Comparative & Superlative Bragging GameEdit
Teacher starts by saying “I am the best teacher in the world”. Going around the room, each student tries to top the last using good, better & best. You can bring them back to reality by practicing bad, worse, and worst too.
Creative Ending Story WritingEdit
Have students write alternate endings to well-known fairy tales to share with the class.
Students compose and present verbal Valentines in flowery language.
Make a few sets of dominos using PowerPoint. Using a current vocabulary set, put a picture on one side of the domino and a French word on the other side (could also do a word and translation). Partners each draw 7 dominos and put the rest in a draw pile. Play dominoes as usual. Click here for directions.
Give students a list of activities/preferences/etc. (e.g. play piano, like to eat Brie, feel tired today, etc.) Have them go around the class and ask other students if they do these activities (e.g. Do you play piano?) When they get an affirmative answer, they write that student's name next to the activity. First person to have a completed sheet "wins".
When making vocabulary flash cards, have students use pink index cards for feminine nouns and blue for masculine nouns. Really helps visual learners!
Main Character in a MovieEdit
When reading or watching a movie, ask students to compare their lives to that of the main character. I found that by giving them a grid that listed specific categories (e.g. home, family, friends, school, etc.) I'd get better responses. Good for intrapersonal activity.
Use musical instruments (rhythm sticks, tambourines, maracas, etc.) to develop an understanding of the cadence of the language.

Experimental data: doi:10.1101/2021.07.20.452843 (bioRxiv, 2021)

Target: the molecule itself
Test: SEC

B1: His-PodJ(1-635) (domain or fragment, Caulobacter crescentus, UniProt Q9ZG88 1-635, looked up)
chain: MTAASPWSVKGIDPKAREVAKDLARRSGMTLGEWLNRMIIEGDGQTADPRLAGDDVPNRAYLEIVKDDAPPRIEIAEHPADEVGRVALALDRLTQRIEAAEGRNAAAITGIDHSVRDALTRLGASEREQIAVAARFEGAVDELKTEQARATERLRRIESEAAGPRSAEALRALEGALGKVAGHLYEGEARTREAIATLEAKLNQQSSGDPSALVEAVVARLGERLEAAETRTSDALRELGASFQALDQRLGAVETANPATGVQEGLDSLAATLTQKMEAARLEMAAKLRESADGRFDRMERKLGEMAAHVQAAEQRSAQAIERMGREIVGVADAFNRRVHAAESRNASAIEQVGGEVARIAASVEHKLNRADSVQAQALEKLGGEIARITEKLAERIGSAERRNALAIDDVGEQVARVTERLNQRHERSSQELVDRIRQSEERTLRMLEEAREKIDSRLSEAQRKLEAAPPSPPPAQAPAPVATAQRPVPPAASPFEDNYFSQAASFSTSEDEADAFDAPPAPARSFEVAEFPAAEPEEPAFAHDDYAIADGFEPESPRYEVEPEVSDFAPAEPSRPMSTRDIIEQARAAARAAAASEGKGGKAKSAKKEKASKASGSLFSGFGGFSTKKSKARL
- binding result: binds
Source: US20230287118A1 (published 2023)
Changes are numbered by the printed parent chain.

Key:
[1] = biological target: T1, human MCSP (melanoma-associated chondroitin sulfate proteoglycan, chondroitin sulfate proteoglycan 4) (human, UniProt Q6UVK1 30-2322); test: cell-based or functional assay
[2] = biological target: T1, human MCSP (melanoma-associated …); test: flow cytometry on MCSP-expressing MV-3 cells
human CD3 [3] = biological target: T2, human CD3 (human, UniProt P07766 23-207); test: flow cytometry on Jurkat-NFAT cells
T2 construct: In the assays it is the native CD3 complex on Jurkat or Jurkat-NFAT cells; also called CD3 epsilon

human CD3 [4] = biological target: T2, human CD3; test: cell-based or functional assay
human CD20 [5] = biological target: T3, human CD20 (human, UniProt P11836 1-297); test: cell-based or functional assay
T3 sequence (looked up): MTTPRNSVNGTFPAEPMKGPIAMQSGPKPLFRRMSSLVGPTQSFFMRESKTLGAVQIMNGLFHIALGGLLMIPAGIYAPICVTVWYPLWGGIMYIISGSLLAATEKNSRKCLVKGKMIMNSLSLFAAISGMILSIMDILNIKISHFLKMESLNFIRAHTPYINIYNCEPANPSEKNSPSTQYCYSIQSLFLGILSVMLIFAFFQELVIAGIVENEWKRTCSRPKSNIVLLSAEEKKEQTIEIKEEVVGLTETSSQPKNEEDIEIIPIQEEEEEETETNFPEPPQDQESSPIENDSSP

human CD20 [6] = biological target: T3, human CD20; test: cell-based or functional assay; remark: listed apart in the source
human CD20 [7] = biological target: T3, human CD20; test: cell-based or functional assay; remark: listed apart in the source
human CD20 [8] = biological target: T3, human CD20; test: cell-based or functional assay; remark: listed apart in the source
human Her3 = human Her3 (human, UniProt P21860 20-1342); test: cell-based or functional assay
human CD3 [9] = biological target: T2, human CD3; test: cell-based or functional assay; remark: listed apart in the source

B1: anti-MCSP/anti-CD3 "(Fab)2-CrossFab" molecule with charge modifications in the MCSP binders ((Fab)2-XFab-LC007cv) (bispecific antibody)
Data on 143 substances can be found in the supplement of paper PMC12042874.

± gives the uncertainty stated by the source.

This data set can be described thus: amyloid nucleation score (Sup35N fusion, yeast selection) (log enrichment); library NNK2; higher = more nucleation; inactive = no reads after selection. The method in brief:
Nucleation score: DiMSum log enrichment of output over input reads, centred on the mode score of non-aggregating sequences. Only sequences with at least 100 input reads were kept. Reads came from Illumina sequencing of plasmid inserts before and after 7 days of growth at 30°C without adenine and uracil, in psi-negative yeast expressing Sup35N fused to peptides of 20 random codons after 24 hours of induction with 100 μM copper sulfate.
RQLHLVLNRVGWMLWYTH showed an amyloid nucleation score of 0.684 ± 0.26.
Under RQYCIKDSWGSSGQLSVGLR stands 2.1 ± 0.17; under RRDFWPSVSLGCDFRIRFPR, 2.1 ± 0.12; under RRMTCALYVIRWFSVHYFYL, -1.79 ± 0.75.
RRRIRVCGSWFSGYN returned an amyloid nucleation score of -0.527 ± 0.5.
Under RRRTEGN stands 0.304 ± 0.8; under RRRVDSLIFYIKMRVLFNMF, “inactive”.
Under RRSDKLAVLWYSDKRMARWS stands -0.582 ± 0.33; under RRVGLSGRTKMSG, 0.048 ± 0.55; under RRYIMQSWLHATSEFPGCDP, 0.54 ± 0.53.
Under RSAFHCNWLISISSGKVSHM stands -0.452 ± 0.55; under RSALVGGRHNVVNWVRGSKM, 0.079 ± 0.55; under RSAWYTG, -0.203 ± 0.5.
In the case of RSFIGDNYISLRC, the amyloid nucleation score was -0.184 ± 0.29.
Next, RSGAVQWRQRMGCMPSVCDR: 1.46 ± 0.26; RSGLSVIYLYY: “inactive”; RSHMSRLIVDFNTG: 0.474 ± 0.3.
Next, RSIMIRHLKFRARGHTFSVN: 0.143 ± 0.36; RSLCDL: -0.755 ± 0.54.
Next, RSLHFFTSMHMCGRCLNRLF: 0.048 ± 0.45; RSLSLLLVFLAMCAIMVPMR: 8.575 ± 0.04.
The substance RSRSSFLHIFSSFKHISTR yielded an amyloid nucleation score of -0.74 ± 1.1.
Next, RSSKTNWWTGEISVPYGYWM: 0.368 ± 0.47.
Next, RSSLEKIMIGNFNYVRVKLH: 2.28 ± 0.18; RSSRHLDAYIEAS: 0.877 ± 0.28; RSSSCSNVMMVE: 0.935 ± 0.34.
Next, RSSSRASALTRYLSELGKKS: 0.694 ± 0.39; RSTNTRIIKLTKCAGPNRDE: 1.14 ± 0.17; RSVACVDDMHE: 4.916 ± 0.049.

When studying physical characteristics, make a poster or PowerPoint slide that contains a wide variety of pictures in the category you're studying (e.g. people, landscapes, etc.).. Number each picture. If you know the game "Guess Who", that's how this activity works. One student selects one of the photos but does not tell the others which one he/she has picked. Students then ask questions about the characteristics being studied (e.g. Does he have long hair, is he wearing glasses, etc). Each answer helps them narrow the field. The person who guesses the correct picture selects the next photo.
Run a murder mystery. Recruit other adults on campus who speak the target language to participate. Have these adults play a character in the mystery for your students to interview. Once all suspects are interviewed, students conduct a round table discussion to share information. Each student then writes a paper on who he/she thinks committed the murder and why.
For naturalist learners, I was always sure to include vocabulary sets that dealt with the natural realm. For example, I might choose "the sea" and we'd learn the words for sand, beach, shark, whale, fish, etc. I'd find songs that used this vocabulary (e.g. Petit Poisson by Charlotte Diamond). I'd also look for non-fiction children's books written in French (Ebay is a great resource) about the topic that I'd scan and we'd read them aloud in class using the LCD projector.
Song Lyrics VocabularyEdit
Use the lyrics from a popular song to teach vocabulary. Find the music video on YouTube to play for the class. Develop a cloze activity for use with the song.A cloze activity is basically a fill-in-=the-blank activity with or without a word bank. Click here for examples. In the song activity, it helps develop aural comprehension so that kids can recognize vocabulary that we'd been working on when used in context. I'd preteach vocabulary that appeared in the song lyrics, and then use a cloze activity sheet which consisted of the song lyrics with those pretaught vocab words deleted.
Bulletin Board that depicts the topic for the week
Play vocabulary Charades.